Gene-Editing Efficiency of CRISPR/Cas9 and CRISPR/Cas12a Systems in Transgenic Silkworm
To compare the genome-editing efficiency of CRISPR/Cas12a and CRISPR/Cas9, we constructed FnCas12a and SpCas9 system transgenic vectors. The vectors pBac[IE2-FnCas12a-OPIE2-PA-3 × P3 EGFP afm], pBac[U6-gIE1-3 × P3 DsRed afm], and pBac[U6-sgIE1-3 × P3 DsRed afm] expressed the FnCas12a protein, gRNA and the sgRNA target sequence, respectively. The SpCas9 transgenic line was studied previously (Dong et al., 2018a).
After selection of the FnCas12a, gIE1, SpCas9, and sgIE1-positive transgenic lines, double-positive transgenic FnCas12a × gIE1 and SpCas9 × sgIE1 lines were obtained through FnCas12a and gIE1 or Cas9 and sgIE1 transgenic line hybridization (Figure 3A). The FnCas12a × gIE1 line expressed both the FnCas12a protein and gIE1 target sequence, and the SpCas9 × sgIE1 line expressed both the SpCas9 protein and sgIE1 target sequence. In the G2 generation, silkworms with both red fluorescent protein and green fluorescent protein expression in their eyes were the double-positive transgenic FnCas12a × gIE1 or SpCas9 × sgIE1 lines (Figure 3A).
Figure 3. Comparison of gene-editing efficiency of CRISPR/Cas9 and CRISPR/Cas12a systems in transgenic silkworm. (A) Schematic presentation of transgenic vector construction of pBac[OpIE2prm-Cas12a-OpIE2-PA-3 × P3 EGFP afm], pBac[U6-gIE1-3 × P3 DsRed afm], and pBac[U6-sgIE1-3 × P3 DsRed afm] (top). Double positive individuals FnCas12a × gIE1 and SpCas9 × sgIE1 obtained were screened by fluorescence microscopy (bottom). (B) Sequencing results of two transgenic lines generated by mutagenesis at ie-1 site.
To evaluate the potential off-target effects of FnCas12a, we examined all possible off-target sites with high sequence similarity to gIE1 in the silkworm genomes. We selected three non-specific editing sites with the highest similarity for further confirmation by PCR in transgenic lines. Among the three predicted off-targeting sites, we did not detect any off-target mutations in the FnCas12a × gIE1 transgenic lines (Table 1). These results showed that the FnCas12a systems used in antiviral research had no significant effects on non-specific loci even for editing a highly similar site in the silkworm.
Silkworm Resistance to BmNPV Conferred by the CRISPR/Cas12a System
To compare the gene-editing efficiency of CRISPR/Cas9 and CRISPR/Cas12a system in transgenic silkworm, we selected the ie-1 gene of BmNPV as the target gene site. The two systems targeted the same site of ie-1. After infection with occlusion bodies (OBs) under the same conditions, we determined the gene-editing efficiency of the target sites in the transgenic hybrid line, FnCas12a × gIE1 or SpCas9 × sgIE1. Sequencing of PCR fragments from these lines demonstrated that both the CRISPR/Cas9 and CRISPR/Cas12a gene-editing systems were able to edit the ie-1 gene in the BmNPV genome (Figure 3B). We also found that the sequence of SpCas9 × sgIE1 lines was able to edit the target site within the BmNPV genome, which mainly appeared as the absence of 3–30 bp, and only one colony had large deletions in all sequencing (Figure 3B). In contrast, most clones of the transgenic FnCas12a × gIE1 line showed large deletions, ranging from 500 to 1,400 bp. More than 80% of all sequencings were large deletions (Figure 3B).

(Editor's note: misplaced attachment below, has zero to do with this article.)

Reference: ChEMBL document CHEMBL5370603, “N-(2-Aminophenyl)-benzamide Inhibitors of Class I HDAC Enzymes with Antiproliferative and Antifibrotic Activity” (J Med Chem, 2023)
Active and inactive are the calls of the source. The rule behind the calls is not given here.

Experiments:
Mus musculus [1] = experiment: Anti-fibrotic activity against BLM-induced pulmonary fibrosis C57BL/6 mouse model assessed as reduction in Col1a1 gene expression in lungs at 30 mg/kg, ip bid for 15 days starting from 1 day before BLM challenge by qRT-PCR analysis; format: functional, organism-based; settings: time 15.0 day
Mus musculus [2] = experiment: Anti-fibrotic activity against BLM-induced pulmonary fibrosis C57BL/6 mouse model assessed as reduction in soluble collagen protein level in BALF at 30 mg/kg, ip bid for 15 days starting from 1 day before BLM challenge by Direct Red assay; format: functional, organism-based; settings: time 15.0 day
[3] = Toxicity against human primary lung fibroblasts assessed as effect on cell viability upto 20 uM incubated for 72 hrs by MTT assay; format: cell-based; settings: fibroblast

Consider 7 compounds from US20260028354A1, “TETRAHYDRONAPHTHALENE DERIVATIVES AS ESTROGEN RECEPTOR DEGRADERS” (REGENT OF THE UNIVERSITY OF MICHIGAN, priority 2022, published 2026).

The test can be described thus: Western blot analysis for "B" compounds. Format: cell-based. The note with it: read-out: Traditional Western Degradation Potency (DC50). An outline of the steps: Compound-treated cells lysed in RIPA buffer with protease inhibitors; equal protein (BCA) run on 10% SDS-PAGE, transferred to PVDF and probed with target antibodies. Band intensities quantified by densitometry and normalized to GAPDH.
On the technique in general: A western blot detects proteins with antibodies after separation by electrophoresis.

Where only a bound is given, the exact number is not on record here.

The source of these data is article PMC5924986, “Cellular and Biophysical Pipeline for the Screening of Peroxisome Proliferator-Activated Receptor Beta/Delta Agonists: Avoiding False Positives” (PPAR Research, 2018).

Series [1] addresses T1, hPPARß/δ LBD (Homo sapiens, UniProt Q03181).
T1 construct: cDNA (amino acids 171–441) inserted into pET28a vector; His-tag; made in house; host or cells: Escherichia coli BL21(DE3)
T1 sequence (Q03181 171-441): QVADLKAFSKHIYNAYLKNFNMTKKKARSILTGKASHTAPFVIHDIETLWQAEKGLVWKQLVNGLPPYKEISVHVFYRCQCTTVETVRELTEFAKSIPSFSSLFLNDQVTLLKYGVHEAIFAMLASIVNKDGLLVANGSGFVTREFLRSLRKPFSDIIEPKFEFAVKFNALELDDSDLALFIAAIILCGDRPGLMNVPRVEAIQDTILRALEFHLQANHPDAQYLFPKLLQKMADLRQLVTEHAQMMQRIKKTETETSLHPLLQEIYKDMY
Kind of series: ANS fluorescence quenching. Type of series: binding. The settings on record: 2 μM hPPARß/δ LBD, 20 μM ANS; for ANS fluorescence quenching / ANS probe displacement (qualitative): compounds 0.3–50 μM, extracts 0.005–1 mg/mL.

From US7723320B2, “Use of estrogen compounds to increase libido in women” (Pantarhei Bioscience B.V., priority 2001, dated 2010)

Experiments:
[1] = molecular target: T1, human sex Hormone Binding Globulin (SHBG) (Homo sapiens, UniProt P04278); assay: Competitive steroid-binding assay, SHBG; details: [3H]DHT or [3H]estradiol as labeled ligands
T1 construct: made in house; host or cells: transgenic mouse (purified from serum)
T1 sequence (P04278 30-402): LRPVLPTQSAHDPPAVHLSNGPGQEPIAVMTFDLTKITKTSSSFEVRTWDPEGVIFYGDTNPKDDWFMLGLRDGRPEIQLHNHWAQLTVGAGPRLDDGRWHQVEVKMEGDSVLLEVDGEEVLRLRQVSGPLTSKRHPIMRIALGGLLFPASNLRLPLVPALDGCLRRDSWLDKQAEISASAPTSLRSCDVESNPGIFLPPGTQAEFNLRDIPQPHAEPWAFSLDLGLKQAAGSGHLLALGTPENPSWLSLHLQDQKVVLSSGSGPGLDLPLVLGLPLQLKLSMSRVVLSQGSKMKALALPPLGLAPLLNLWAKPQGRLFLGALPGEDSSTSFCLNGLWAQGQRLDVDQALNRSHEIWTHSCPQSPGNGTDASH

We determined whether the FnCas12a system could enhance antiviral activity compared with the SpCas9 system in transgenic lines. The transgenic hybrid lines FnCas12a × gIE1, SpCas9 × sgIE1 and the control were infected with 1 × 106 OBs/larva by inoculating 4 fourth instar larvae. Under these conditions, the FnCas12a × gIE1 and SpCas9 × sgIE1 lines significantly reduced the BmNPV infection. The survival rate of the SpCas9 × sgIE1 lines was 59% until 10-day post infection (d p.i.), whereas the control had large-scale mortality after 5–10 d p.i. (Figure 4A). The survival rate of the FnCas12a × gIE1 lines was further increased when they were inoculated with OBs. The FnCas12a × gIE1 lines started to die on 6 d p.i., but the survival rate of the FnCas12a × gIE1 lines was still >65% after 10 d p.i. (Figure 4A). These results suggested that the CRISPR/Cas12a system, in transgenic silkworm, could more effectively improve the antiviral activity (Figure 4A). We determined if the surviving transgenic FnCas12a × gIE1 and SpCas9 × sgIE1 silkworm lines had altered cocoon characteristics after BmNPV infection. We compared the transgenic lines to the control, and found that they were similar to differences ranging from 11 to 18% (Figure 4B).